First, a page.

Sergius contributed to urban redevelopment in Rome, improving churches, aqueducts, and the Lateran Basilica. [1] He and his brother, Benedict, funded their building plans by selling appointments to various church positions to the highest bidder. [3]

Rome Capital city and comune in Italy

Rome is the capital city and a special comune of Italy. Rome also serves as the capital of the Lazio region. With 2,872,800 residents in 1,285 km2 (496.1 sq mi), it is also the country's most populated comune. It is the fourth most populous city in the European Union by population within city limits. It is the centre of the Metropolitan City of Rome, which has a population of 4,355,725 residents, thus making it the most populous metropolitan city in Italy. Rome is located in the central-western portion of the Italian Peninsula, within Lazio (Latium), along the shores of the Tiber. The Vatican City is an independent country inside the city boundaries of Rome, the only existing example of a country within a city: for this reason Rome has been often defined as capital of two states.

During his pontificate the outskirts of Rome were ravaged, and the churches of St. Peter and St. Paul were sacked by Arabs, who also approached Portus and Ostia in August 846. [2] During the raid, he (along with the people of Rome) looked on helplessly as they hid behind the Aurelian walls. [4] Despite having been forewarned of the intentions of the raiders, Sergius is seen as having not acted adequately enough to prepare for that which eventuated. [5]

Old St. Peters Basilica religious building

Old St. Peter's Basilica was the building that stood, from the 4th to 16th centuries, where the new St. Peter's Basilica stands today in Vatican City. Construction of the basilica, built over the historical site of the Circus of Nero, began during the reign of Emperor Constantine I. The name "old St. Peter's Basilica" has been used since the construction of the current basilica to distinguish the two buildings.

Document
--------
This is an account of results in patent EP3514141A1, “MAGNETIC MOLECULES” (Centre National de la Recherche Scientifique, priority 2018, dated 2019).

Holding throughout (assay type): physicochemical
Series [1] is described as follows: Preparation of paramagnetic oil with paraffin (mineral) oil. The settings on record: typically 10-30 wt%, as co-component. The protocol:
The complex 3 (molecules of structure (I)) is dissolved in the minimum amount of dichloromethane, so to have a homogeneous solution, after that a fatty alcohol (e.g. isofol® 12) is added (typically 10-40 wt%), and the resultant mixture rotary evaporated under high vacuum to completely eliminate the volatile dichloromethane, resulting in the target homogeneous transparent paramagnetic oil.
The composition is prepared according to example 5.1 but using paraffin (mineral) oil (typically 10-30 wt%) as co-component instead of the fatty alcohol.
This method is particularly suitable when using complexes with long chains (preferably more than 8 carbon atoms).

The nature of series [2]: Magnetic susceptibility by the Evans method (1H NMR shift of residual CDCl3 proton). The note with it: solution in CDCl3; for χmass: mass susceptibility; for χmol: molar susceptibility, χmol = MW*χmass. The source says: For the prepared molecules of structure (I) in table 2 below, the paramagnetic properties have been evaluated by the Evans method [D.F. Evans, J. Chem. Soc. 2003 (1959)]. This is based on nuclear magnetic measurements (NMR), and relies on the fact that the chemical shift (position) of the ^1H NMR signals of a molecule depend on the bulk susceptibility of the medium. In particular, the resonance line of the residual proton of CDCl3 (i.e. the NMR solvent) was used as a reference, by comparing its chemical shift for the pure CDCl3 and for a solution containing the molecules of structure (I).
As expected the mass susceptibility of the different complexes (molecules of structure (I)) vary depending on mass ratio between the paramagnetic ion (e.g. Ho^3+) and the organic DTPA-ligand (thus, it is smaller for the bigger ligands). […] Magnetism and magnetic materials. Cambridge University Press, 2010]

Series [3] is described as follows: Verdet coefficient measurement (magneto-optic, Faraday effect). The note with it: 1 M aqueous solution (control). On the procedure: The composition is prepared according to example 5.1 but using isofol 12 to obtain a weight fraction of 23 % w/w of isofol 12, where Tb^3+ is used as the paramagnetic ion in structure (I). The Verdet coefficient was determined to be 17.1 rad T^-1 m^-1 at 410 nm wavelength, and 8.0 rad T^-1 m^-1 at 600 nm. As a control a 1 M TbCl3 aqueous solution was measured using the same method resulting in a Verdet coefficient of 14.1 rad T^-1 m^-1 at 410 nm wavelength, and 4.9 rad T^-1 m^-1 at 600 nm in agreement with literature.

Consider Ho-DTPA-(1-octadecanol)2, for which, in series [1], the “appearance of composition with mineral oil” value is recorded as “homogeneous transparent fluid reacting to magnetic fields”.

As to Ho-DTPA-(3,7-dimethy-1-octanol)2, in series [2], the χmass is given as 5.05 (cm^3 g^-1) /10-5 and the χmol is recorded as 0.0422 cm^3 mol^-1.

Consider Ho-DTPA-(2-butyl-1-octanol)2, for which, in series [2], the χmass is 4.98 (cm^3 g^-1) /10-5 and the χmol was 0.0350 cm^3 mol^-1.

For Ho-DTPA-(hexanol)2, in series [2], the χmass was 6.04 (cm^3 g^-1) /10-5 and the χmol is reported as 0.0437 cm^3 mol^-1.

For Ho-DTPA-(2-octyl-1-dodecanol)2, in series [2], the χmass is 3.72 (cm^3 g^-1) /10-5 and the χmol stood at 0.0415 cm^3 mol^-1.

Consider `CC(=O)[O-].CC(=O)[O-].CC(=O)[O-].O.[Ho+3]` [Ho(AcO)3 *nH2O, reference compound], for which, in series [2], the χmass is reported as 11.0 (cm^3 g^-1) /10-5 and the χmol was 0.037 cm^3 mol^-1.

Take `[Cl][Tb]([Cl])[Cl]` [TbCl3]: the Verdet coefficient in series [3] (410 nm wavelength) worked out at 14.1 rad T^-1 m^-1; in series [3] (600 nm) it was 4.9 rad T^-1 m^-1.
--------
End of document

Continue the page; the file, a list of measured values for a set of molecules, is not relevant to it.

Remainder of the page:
Basilica of Saint Paul Outside the Walls Church in Rome, Italy

The Papal Basilica of Saint Paul Outside the Walls, commonly known as Saint Paul's Outside the Walls, is one of Rome's four ancient, papal, major basilicas, along with the basilicas of Saint John in the Lateran, Saint Peter's, and Saint Mary Major.

The Arab raid against Rome took place in 846. Muslim raiders plundered the outskirts of the city of Rome, sacking the basilicas of Old St Peter's and St Paul's-Outside-the-Walls, but were prevented from entering the city itself by the Aurelian Wall.

Sergius died while negotiating between two patriarchs and was succeeded by Pope Leo IV.

Pope Sergius was portrayed by John Goodman in the 2009 film, Pope Joan .

See also

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References

  1. 1 2 3 Mann, Horace. "Pope Sergius II." The Catholic Encyclopedia Vol. 13. New York: Robert Appleton Company, 1912. 14 September 2017
  2. 1 2 PD-icon.svg Chisholm, Hugh, ed. (1911). "Sergius". Encyclopædia Britannica . 24 (11th ed.). Cambridge University Press. p. 667.
  3. "The 102nd Pope", Spirituality.org, Diocese of Bridgeport [ better source needed ]
  4. Piers Paul Read (31 Dec 2012). The Templars. Hachette UK. p. iv. ISBN   9781780225982.[ better source needed ]
  5. Paul Collins (4 Mar 2014). The Birth of the West: Rome, Germany, France, and the Creation of Europe in the Tenth Century (illustrated, reprint ed.). PublicAffairs. pp. 46–7. ISBN   9781610393683.

PD-icon.svg  This article incorporates text from a publication now in the public domain : Herbermann, Charles, ed. (1913). "Pope Sergius II". Catholic Encyclopedia . New York: Robert Appleton.

Sources

Catholic Church titles
Preceded by
Gregory IV
Pope
844–847
Succeeded by
Leo IV